Eoin Treacy's view -
What is CECL?: CECL is a new accounting standard that modifies how companies estimate loan and lease losses, and affects all periods starting after December 15, 2019 (i.e., begins 1Q20). In the midst of the financial crisis in 2008, the Financial Accounting Standards Board (FASB) and the International Accounting Standards Board (IASB) established the Financial Crisis Advisory Group (FCAG). FCAG believes it has identified a “weakness in current GAAP being the delayed recognition of credit losses that results in the potential overstatements of assets,” which ultimately led to its recommendation for this new standard. The new standard requires financial institutions to use a combination of historical information, current conditions and reasonable forecasts to estimate the expected losses over the life of a loan. This is a significant shift from the current methodology, which relies on incurred losses. We note on day one of implementation, there will be a balance sheet adjustment, creating additional general reserves for expected credit losses and negatively impacting capital levels, but implying limited income statement impacts.
Conclusion: We walked away with more questions than answers, and anticipate a significant amount of variability in disclosures amongst the banks given the latitude FASB has provided in the standards. While many questions remain, FASB officials, consultants and management teams alike continue to work through the issues and are refining models as overall understanding of the standards improves. Fortunately, we anticipate regulatory capital relief for the banks as necessary, since capital levels remain elevated and the intent of the new standards was not to increase capital levels at the banks. However, we believe there could be some unintended consequences and potential ripple effects that will create further disruption in the space, potentially shifting assets out of the banking space and into the non-bank space, which has continued to gain share. Ultimately, we remain concerned with the uncertainty around CECL, anticipated volatility around disclosures and capital impacts, as well as potential negative implications on industry demand will serve to provide one more reason for investors to not own the space.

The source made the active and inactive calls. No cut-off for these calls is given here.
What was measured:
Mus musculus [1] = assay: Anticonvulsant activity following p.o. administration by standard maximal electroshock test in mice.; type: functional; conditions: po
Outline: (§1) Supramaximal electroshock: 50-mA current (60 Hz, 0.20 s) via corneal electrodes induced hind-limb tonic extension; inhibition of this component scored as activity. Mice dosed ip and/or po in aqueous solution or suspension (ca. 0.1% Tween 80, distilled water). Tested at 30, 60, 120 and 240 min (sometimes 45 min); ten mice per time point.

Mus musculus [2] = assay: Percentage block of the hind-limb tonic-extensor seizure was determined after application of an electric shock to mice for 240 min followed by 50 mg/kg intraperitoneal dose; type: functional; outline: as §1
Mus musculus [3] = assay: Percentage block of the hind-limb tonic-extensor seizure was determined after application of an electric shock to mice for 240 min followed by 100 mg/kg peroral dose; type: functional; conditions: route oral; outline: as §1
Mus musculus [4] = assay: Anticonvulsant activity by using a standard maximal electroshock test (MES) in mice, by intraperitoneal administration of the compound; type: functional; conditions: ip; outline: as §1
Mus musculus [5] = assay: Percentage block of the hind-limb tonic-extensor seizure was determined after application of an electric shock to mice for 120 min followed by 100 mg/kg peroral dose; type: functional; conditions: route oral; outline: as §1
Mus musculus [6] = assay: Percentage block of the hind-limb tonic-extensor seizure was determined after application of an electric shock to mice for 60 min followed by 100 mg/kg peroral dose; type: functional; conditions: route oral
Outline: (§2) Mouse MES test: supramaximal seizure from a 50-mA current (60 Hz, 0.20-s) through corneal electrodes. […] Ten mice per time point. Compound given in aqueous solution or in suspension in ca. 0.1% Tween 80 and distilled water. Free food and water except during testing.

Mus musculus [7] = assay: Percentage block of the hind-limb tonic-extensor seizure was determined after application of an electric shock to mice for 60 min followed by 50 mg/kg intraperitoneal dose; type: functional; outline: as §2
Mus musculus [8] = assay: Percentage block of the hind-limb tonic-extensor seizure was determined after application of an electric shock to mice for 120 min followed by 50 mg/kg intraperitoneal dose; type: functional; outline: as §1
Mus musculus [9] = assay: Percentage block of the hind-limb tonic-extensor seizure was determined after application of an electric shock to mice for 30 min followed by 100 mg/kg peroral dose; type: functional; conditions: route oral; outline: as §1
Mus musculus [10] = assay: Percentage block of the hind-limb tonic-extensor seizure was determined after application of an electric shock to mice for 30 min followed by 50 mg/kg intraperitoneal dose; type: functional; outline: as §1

The Current Expected Credit Loss (CECL) regime is another piece of regulation imposed on the banking sector which serves to ensure the overleverage and inappropriate risk management that characterised the industry ahead of the financial crisis is not repeated. One of the primary results of successive waves of regulation has been to pile compliance costs onto the banks but it has also reduced their ability to leverage their balance sheets which has unintended consequences.
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